05/02/2016 04:27 EDT | Updated 05/03/2017 05:12 EDT

Mother's Day Isn't Just About Moms

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Mom holding smiling son

I've been doing a lot of thinking as I write my book, and especially as Mother's Day approaches, about what it means to be a mother. I remember how desperately I wanted to have a family; how devastated I was when I had a miscarriage; and then how ecstatic I felt when I finally gave birth to my first son seven years ago.

Then, a few months after that, I found out I was pregnant again -- and not just pregnant, but three months along. I was terrified about how I would manage two boys who were just 15 months apart, but it was also such a miracle and a gift. I vowed to protect my boys, to teach them, to build them up and never let them down.

My marriage fell apart when my kids were just three and two. I felt I failed them somehow. Like I had been unable to provide them with one of life's basic necessities. But as unfair and heartbreaking as it was, it was also an opportunity to teach them resilience and how to roll with the punches. I was miserable at first, but I knew if I couldn't give them a traditional family, they would have the best and happiest mom I could muster.

I saw a therapist, and that was the first and biggest step toward getting my life back on track. As I began to see the possibilities, many things followed after that: new friends, new hobbies, new jobs, nice boyfriend, increased independence, and so forth. I even sold my wedding rings and changed my last name back to my maiden. I had the confidence to apply for my Masters of Fine Arts, and the courage to pursue it when I was accepted. I just want to keep going and going, proving to myself, and most importantly my boys, what their mother is made of.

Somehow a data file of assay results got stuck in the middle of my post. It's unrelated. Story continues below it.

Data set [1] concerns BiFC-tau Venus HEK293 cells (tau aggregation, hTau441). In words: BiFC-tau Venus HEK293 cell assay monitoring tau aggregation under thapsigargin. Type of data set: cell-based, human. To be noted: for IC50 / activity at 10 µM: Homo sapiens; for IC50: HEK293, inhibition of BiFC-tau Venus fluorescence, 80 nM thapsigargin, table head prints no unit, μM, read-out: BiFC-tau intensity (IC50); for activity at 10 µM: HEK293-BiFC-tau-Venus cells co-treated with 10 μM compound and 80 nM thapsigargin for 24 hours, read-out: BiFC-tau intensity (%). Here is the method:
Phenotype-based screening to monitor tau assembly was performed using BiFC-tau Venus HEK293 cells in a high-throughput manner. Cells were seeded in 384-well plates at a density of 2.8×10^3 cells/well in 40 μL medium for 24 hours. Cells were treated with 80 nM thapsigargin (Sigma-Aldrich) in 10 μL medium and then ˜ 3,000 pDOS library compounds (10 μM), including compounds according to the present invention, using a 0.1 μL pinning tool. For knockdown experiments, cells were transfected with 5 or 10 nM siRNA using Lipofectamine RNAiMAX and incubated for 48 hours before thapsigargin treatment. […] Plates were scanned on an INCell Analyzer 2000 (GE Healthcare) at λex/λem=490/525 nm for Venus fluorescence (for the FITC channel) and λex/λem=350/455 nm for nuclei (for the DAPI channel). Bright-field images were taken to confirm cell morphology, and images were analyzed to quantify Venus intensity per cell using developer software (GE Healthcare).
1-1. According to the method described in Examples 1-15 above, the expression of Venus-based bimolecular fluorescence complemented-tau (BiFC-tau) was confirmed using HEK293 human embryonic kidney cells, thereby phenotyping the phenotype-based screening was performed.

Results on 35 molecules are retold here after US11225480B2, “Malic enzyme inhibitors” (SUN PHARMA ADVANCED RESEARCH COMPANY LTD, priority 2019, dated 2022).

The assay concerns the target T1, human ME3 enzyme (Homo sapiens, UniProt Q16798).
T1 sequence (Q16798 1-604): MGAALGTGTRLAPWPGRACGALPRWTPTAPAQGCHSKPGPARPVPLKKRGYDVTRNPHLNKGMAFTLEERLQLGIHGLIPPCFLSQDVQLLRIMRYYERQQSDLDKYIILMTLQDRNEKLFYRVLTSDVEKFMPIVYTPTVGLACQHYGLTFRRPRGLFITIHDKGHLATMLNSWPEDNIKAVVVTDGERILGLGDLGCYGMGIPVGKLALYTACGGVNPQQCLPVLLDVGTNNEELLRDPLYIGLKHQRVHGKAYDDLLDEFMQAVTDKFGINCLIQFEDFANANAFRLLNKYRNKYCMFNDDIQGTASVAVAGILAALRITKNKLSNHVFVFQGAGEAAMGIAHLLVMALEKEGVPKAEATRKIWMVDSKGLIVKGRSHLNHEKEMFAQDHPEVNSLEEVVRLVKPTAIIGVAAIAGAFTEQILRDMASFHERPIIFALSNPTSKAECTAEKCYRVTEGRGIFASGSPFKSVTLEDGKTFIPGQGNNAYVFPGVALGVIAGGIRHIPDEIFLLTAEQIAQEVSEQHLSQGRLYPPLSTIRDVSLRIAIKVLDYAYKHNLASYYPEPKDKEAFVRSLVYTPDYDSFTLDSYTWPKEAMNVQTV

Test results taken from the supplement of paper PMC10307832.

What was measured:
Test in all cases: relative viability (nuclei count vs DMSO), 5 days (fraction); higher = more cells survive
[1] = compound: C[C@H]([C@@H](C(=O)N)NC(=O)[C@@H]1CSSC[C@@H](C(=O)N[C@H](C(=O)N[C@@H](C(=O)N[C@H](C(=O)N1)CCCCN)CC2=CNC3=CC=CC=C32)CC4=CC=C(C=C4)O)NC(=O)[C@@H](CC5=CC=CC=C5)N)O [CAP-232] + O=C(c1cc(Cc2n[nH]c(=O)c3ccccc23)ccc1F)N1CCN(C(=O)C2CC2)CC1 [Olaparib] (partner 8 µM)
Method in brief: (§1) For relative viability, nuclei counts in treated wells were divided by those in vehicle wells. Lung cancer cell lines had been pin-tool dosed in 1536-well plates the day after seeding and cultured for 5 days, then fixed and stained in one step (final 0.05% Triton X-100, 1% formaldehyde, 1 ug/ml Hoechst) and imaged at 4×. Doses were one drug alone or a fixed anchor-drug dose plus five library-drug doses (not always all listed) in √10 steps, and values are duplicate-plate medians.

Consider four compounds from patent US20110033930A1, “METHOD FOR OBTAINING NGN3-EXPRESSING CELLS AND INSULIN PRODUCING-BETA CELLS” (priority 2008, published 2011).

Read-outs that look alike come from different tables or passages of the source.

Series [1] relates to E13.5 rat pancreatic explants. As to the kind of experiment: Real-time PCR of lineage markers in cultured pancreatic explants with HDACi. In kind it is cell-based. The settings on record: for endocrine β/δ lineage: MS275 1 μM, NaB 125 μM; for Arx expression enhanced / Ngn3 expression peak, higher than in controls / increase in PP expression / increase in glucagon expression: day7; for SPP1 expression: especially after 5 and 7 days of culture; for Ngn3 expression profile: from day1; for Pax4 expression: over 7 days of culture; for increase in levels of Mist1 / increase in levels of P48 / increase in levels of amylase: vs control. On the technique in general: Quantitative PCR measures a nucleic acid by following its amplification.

As I figured out everything from how to manage my finances online to how to fix a flat tire on the side of a country road, it was my boys who inspired me at every crossroads. They have made me want to become bigger, better, stronger.

I think of their little faces, the way they throw their arms around my neck, the "I love Mommy" pictures they bring home from school every week, the way they ask how my book is coming along.

I think of the way we laugh together, the road trips I've taken with them all by myself, the shared memories, the intimate conversations, the way I know their thoughts before they've had the chance to speak.

I love how connected we are; we are The Three Amigos, The Three Musketeers or The Three Stooges, depending on the day. It's just us, looking out for one another, inspiring one another, guiding one another.

Motherhood is undoubtedly the biggest undertaking I've ever managed. It's the most all-consuming task I've ever attempted. Some days I'm tired. Some days I'm not so happy. But I want to show them that certain things are in their control. I want them to go forward and make choices that bring them happiness. I want them to have faith and to be unafraid.

I can't promise them a fairy tale ending; I already know that in real life those don't exist. But I hope they will have the skills to write their story. And I want them to know I will always be there for them, trying to inspire them the way they inspire me.

This Mother's Day isn't just about me; it's about celebrating one another and our accomplishments as a little team.

I think we've earned it.